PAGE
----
Child and Youth Education
Child and Youth Education encompasses a formal review of information with the child about how their problem developed. The goal of utilizing this technique is to empower the youth with knowledge about their problem. This is also done to provide a rationale for doing treatment.
Self verbalization is a type of cognitive skill that aims to increase one’s awareness of his or her inner voice. The goal of self verbalization is to learn to decrease negative self statements and increase use of positive self statements. Many strategies can be used by a youth’s therapist to help the youth tune into his or her inner dialogue and change it for the better.
Problem solving is a skill that utilizes activities for helping the youth solve problems. These activities should involve the therapist teaching the youth how to approach and solve problems. This technique is less powerful if the therapist solves the problem for the child by giving him solutions.
Calming exercises which teach youth how to effectively cope with stressful events are known as relaxation. These exercises can include muscle relaxation, breathing exercises, or meditation. Relaxation is done with a therapist at first to learn the specific technique. The youth is then taught how to use the strategy effectively during times which are stressful.
Exercises which give the child information, training, and feedback about the way they interact (e.g., play, speak, work) with others works to develop social skills. The goals of these exercises are to increase positive interactions with others and to give the child tools to interact appropriately.
Communication skills are a form of training for youth or parents to learn how to communicate effectively with each other, ultimately minimizing stress and increasing positive interactions. This may include active listening, “I” statements, symbolic communication strategies (e.g., picture exchange communication cards), or basic social exchange (e.g., nodding yes or no).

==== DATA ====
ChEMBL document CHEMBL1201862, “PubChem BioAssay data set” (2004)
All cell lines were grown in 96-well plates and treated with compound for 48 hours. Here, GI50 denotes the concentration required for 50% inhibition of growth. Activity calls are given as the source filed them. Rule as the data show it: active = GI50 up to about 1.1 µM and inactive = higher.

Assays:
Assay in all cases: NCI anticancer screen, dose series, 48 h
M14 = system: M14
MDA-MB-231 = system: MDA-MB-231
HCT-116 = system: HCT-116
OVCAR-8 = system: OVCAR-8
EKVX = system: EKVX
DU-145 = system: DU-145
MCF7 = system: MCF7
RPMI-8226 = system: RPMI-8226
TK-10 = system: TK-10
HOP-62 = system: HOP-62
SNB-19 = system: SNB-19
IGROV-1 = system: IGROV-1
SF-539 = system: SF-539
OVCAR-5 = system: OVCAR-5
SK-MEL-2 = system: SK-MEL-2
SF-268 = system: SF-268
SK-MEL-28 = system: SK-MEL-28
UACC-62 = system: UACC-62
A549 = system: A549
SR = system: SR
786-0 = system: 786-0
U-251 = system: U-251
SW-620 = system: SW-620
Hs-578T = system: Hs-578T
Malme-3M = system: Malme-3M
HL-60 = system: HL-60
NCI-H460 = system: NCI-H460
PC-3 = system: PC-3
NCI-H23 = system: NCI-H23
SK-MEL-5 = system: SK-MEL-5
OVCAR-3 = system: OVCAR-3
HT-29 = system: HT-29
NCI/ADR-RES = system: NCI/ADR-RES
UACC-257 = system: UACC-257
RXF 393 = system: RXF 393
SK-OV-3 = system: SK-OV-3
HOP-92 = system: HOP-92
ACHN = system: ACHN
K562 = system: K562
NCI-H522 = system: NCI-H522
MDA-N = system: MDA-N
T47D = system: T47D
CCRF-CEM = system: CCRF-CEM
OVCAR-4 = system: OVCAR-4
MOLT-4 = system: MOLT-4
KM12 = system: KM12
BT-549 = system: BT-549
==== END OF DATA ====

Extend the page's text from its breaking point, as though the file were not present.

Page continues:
Cognitive techniques are used to change an event’s meaning through discussing the child’s thoughts on the events at hand. This is frequently done through the child keeping a “thought record.” These records are usually worksheets that outline predictions in a way to test them for accuracy. The goal of doing this technique is to positively influence the child’s thinking style so that they can better cope with stress.
Activity Scheduling refers to exercises that allow clients to identify and take part in fun activities outside of therapy when they want to feel good. The goal of activity scheduling is to encourage continued participation in rewarding and healthy experiences and to help youth build positive friendships.
Maintenance/Relapse Prevention is employed in the form of various exercises. These exercises involve a review of the learned skills and planning ahead for any challenges that might arise after therapy is finished. The goal of doing this is to make sure that the skills the child has learned is not lost in the future.
Speaking with the youth regarding future plans/goals and how therapy may aid in reaching those goals is known as goal setting. This skill involves learning to set goals that are realistic, measurable, and support a positive behavioral change. Part of goal setting may also include thinking about potential barriers and how they can be addressed.